With so many weird and wonderful animals all over the world, it’s no wonder keen globetrotters are scouring high and low for that ultimate wildlife travel photo. So if you’re stuck for ideas on what exotic wildlife to keep your eyes peeled for, we’ve narrowed it down to our top 5 around the world. Happy snapping!
1. The Squirrel Monkey
Did you know the Squirrel Monkey marks its territory by peeing on its hands? These furry critters are found across South America particularly in Bolivia, Brazil and Peru and are very much known to have a mind of their own. They aren’t your average monkey as they can live up to 25 years and usually use their tail to balance on branches. While you can’t keep them as pets due to their love of tropical climates, you can definitely catch the perfect photo of one perched on a tree.
2. The Puma
Cat lovers rejoice! With a life span between 8-13 years and a length of up to 9 feet, these majestic creatures can be found in North, Central and South America. Top tip: If travelling to Patagonia, a visit to Torres Del Paine National park is perfect for spotting pumas on a morning trek. Check out our Patagonia Adventure tour to see these incredible creatures for yourself.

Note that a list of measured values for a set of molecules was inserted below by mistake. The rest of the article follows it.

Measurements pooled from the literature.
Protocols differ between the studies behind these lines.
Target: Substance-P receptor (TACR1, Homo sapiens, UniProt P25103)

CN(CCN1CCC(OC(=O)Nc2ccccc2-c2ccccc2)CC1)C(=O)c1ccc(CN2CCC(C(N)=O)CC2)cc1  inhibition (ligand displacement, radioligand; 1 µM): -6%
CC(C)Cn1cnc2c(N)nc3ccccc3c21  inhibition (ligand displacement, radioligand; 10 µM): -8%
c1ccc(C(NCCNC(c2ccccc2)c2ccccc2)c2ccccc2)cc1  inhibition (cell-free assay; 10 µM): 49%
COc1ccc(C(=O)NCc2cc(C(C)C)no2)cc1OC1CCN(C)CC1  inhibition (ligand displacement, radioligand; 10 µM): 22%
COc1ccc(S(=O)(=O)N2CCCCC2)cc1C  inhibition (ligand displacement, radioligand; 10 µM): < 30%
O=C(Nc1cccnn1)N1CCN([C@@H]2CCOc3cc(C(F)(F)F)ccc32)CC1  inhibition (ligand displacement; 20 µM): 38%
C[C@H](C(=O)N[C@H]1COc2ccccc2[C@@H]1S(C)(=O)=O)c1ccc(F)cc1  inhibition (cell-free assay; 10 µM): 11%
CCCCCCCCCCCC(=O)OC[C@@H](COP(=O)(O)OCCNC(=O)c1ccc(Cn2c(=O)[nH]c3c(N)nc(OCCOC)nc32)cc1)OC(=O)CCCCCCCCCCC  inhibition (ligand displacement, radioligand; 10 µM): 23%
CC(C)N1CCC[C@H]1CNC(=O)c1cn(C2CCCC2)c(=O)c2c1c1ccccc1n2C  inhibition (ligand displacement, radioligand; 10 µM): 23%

3. The Strawberry Poison Dart Frog
On a visit to Central or South America’s jungles you may come across this one inch long strawberry red coloured frog. If they turn a bright red all over its a warning to predators of their toxicity (don’t touch but snap away!) These poisonous amphibians mainly consume ants and let’s face it, make the best posers for a wildlife pic.
4. The Fennec Fox
I don’t think our tiny traveller hearts can really handle just how adorable looking the Fennec Fox is! These tiny foxes from North Africa are the smallest of their kind and primarily munch off plants but can also be spotted eating reptiles and insects. What’s most notable about them are their large ears which are up to 6 inches long.
5. The Blackbuck
Travelling to Nepal or India? Then keep an eye out for the blackbuck antelope. Aim to grab a photo of a herd which can range from anything between 5 and 50.